Here's the first section of his argument: "If physical singles are finally dying out for good, then don't expect me to send any flowers to the funeral. I don't care about Record Store Day. I don't even care if I never own a physical CD or vinyl record ever again. I got rid of 90 per cent of my CD-based record collection last year, leaving behind only the records I'd paid for before becoming a music hack. I don't miss them.
"And here's why: if you're seriously bothered about the way your tunes are delivered to you, you're focusing on totally the wrong aspect of what makes music great.
"You don't need to own music to enjoy it. I don't sniff records. Buying a CD or 7" doesn't make me like a tune any more than if I'd hear it streamed on a blog - great music is great music however you hear it."
He goes on sadly to bemoan the experience at the independent record store and how it leaves you feeling a little sour.
With so many working together to support Record Store Day, and champion these shops which are struggling with the recession on top of the changing taste in music-buying public, I wanted to write my own love letter to the record shop, and what it represents to me: the community of passion, the silent club you belong to. This is my relationship with the record shops in Wales.
My first experience of buying records in mid Wales was the local Woolworths (RIP), mainly buying chart fodder (Bros, A-ha, Curiosity Killed The Cat, Kylie, Michael Jackson... ahem), and especially those bargain bin surprise purchases (lots of Shakin' Stevens and Grease soundtracks as I remember).
As a teenager I discovered a small corner shop, across the road from the hardware store, Rainbow Records, which is still there! I remember buying Primal Scream's Screamadelica and Teenage Fanclub's Bandwagonesque on LP here, and they still hold up as some of my favourite albums of all time, probably because I listened to them to death.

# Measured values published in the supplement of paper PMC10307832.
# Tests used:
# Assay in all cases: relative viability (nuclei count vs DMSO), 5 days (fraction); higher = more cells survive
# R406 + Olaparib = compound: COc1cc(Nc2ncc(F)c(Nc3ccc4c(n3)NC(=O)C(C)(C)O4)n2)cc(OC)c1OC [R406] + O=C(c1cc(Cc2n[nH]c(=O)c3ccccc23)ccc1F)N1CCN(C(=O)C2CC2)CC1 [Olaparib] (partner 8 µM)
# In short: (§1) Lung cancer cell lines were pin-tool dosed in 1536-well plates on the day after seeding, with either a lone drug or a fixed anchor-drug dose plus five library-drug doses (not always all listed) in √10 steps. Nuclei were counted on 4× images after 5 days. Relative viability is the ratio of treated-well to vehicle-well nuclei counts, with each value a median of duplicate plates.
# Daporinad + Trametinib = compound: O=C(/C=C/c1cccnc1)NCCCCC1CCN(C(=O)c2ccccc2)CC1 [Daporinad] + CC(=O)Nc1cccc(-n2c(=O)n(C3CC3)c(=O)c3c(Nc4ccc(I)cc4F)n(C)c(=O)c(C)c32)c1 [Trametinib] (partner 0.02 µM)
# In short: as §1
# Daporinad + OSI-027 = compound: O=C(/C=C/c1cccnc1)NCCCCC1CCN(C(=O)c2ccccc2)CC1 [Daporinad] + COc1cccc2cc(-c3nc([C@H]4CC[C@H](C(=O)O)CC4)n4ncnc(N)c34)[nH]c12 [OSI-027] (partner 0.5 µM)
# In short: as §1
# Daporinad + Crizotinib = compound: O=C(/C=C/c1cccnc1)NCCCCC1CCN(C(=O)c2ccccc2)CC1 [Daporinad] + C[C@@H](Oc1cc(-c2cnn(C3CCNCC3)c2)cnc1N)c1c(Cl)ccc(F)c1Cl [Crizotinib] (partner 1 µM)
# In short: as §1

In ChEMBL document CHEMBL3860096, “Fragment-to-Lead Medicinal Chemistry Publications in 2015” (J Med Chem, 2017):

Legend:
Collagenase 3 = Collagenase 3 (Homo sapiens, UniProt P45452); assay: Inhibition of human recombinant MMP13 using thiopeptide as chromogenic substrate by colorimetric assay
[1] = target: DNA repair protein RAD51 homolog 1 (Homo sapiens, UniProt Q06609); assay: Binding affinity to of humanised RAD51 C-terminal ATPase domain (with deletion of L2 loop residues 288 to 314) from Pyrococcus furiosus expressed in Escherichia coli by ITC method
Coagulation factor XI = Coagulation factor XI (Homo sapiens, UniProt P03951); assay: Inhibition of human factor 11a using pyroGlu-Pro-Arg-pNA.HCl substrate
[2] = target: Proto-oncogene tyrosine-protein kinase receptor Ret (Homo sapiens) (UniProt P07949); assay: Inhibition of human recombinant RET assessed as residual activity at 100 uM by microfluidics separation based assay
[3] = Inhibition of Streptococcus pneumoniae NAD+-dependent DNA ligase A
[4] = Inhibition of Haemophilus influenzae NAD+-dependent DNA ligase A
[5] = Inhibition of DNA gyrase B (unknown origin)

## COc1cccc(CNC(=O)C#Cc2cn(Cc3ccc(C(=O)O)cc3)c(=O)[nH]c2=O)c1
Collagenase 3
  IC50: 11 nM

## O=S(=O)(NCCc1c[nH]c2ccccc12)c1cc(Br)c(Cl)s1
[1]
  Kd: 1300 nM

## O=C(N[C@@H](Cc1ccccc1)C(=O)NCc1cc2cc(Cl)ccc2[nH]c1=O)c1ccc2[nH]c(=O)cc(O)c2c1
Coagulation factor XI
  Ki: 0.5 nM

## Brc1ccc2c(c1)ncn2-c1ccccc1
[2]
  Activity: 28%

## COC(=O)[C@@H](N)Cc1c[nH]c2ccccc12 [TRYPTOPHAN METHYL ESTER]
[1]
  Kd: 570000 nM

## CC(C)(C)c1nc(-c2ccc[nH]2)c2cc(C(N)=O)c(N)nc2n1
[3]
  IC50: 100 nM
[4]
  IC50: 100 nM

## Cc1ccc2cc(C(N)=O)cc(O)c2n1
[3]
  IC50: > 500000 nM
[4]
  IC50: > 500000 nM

At Rainbow Records I bought special poster limited editions of Manics 12"s, and coloured vinyl of random seven inches of bands long-forgotten. It was an exciting awakening, and a Saturday morning adventure.
This hunt for records and bands continued and on a visit to Cardiff I stumbled across Spillers Records, and had my heart set on working there. I sent them countless letters and CVs, and as I started life in uni in Cardiff I also began a Saturday job at Spillers. It was actually quite a scary experience; I was stepping into one large extended Cardiff family, where everyone knew everyone, and to me, there was quite a few freakish people involved in that equation! I say that with the warmest fondness for the memories of those times - some of the happiest days of my life.
My wonderful job was photocopying the record and CD sleeves, and serving behind the counter. Some regulars would try and test your knowledge by asking certain questions, for example, the name of the record as you should 'know' who 'that' is by! Then you'd have to try and find everything, filed, not alphabetically, oh no, filed according to record company, and catalogue number!
Luckily, I had a manager with a photographic memory, who could reel off the catalogue numbers soon as you asked. Incredible talent.
My Saturdays at uni spread to other days of the week, study afternoons and so forth, and I probably spent more time at the shop than studying.
As well as the regulars, the shop certainly had a healthy number of occasional customers, who would come in and sing a song they'd heard on the telly the night before. The staff would certainly enjoy these little challenges.
My favourite Spillers Records moment ever was in the middle of serving some industrial goth metal, when my Nan walked in. She was in Cardiff with the Women's Institute bus trip. She was peering over the counter, and asked for some Dafydd Iwan: her little joke! Bless. She was laughing at having braved the doors of Spillers.
From Spillers, my first job with the BBC was in Bangor, north Wales, and as well as the Black Cat in Caernarfon (sadly gone). Owen at Bangor's Cob Records would always be an amazing person to speak to about records, and pick things out for me, as well as order anything in. I was going through a bit of a hip hop phase at the time, buying Missy Elliot, Bahamadia, and Foxy Brown.
So it saddens me the comments about record shops being unfriendly and inhospitable places to go, because my experience of them is the exact opposite. Wales has some of the best in the world, and from Diverse, Tangled Parrot, Andy's, D'Vinyl, and Kellys, I'm proud that these shops are still going and wish them every success for the future generations of music buyers and communities.
Welsh record shops, thanks for being lovely, and for loving records and music as much as I do.